An illustrated lecture by anthropologist Nancy I. Cooper. Photo of offering at ruwatan ritual.
In the last few decades, the Javanese preventive 'exorcism', ruwatan, has changed from a semi-private family ritual to a mass-advertised public event. It is now accessible to a broader range of individuals, including Chinese-Indonesians and those who could not previously afford to hire a ritual practitioner, much less the musicians and gamelan ensemble that often accompany the ritual. In a ruwatan massal (mass exorcism) all these expenses can be pooled and paid for with the combined minimal fees of dozens of participants who sign up through newspaper ads. Although sometimes said to symbolize 'time', 'Kala,' an indigenous appropriation of a Hindu demon, appears timeless in view of unprecedented exposure in contemporary times. The presentation will include slides and the speaker's ethnographic observations of mass ruwatan(s) in 1990 and 1996 in Yogyakarta.
Nancy I. Cooper, a social-cultural anthropologist, is teaching "Introduction to Southeast Asian Studies" in Fall quarter 2004. Her research interests focus on Indonesia, beginning with doctoral fieldwork in central Java. Upon graduation from the University of Hawai`i in 1994, she joined the Southeast Asian Studies Programme at the National University of Singapore, where she taught for five years.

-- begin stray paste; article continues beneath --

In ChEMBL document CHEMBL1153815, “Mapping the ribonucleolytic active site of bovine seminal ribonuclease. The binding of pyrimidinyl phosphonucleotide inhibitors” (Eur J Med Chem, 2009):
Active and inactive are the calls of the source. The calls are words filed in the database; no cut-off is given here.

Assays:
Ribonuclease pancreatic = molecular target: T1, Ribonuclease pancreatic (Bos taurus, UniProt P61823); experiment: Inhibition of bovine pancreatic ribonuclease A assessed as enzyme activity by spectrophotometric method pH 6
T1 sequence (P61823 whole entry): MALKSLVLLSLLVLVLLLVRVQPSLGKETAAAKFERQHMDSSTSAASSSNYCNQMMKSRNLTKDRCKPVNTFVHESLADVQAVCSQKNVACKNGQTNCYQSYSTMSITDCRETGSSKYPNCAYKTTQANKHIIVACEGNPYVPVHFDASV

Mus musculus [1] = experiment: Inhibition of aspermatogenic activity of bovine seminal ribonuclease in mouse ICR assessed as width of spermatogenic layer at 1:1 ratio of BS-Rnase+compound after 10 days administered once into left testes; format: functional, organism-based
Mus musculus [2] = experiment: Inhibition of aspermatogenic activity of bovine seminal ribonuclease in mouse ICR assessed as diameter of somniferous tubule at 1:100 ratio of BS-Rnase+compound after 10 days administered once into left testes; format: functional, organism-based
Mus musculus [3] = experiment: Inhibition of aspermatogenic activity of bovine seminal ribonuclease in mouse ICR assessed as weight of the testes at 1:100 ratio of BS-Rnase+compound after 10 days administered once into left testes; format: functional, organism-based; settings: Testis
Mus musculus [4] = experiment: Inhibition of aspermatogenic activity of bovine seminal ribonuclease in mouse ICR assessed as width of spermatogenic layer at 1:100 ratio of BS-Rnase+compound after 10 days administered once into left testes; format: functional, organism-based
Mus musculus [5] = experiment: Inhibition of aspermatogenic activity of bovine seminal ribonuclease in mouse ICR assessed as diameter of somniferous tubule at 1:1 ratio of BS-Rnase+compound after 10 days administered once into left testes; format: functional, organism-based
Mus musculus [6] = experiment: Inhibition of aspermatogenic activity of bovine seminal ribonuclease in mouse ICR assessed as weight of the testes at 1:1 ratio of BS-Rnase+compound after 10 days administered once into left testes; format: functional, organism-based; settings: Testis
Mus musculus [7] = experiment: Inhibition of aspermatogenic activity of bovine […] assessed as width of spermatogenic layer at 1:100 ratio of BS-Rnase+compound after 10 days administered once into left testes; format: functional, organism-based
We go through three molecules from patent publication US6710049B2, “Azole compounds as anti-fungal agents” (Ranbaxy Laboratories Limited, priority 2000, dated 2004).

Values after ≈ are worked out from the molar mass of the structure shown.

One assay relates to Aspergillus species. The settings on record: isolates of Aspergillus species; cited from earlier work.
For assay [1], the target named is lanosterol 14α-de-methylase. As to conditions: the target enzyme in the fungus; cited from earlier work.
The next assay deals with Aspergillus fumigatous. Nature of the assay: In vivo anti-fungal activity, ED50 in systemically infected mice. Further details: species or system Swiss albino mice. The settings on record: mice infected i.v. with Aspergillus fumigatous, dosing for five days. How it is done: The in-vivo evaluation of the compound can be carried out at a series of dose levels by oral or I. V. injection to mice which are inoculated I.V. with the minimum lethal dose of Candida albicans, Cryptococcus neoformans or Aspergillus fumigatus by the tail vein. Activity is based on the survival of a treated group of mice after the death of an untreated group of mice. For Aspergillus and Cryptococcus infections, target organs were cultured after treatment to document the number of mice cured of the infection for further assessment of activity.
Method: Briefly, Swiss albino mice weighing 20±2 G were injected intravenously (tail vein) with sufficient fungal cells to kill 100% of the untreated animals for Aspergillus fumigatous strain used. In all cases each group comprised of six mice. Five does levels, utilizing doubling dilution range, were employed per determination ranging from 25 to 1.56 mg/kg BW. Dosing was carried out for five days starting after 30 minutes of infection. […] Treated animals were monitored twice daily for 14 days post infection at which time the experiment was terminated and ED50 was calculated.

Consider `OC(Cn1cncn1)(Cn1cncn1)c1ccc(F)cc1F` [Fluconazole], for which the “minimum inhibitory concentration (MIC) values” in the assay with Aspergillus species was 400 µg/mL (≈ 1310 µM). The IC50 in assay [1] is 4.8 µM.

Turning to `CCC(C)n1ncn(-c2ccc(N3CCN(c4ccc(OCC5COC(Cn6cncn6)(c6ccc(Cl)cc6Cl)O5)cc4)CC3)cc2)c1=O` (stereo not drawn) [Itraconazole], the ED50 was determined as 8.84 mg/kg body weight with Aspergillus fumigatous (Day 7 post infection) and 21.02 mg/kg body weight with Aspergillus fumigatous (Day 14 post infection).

Dr. Cooper's published work includes, "Tohari's Trilogy: Passages of Power and Time in Java" (2004), an exploration of changing attitudes toward gender and performance through Ahmad Tohari's fictional account of a rural hamlet set in the politically turbulent 1960s in Indonesia. Other examples are "Singing and Silences: Transformations of Power through Javanese Seduction Scenarios" (2000) and "In the Wake of Flor and Sarah: Analyzing the Mega-Dramas of Transnational Dilemmas," (1997). The latter essay deals with the ongoing human rights concerns involving women from countries such as the Philippines and Indonesia who cross borders to work in the households of Singaporeans.
Dr. Cooper's current research includes the transformation of Javanese family rituals into public events advertized in mass media, and the rise of the controversial 'campur sari' pop genre mixing traditional gamelan music with kroncong, an Indonesian pop genre using Western scales and instrumentation. Dr. Cooper is also working on a book featuring the complementary aspects of Javanese gender relations with the aim of advancing existing gender theories. She has taught at UC Santa Cruz and UC Santa Barbara and has been active as a singer with Javanese gamelan ensembles in the United States, including performances at the University of Hawai`i, UC Berkeley, UC Santa Barbara, UC Riverside, California Institute of the Arts, and San Diego State University.
Cost: Free and open to the public.
Parking at UCLA costs $7.
Sponsor(s): Center for Southeast Asian Studies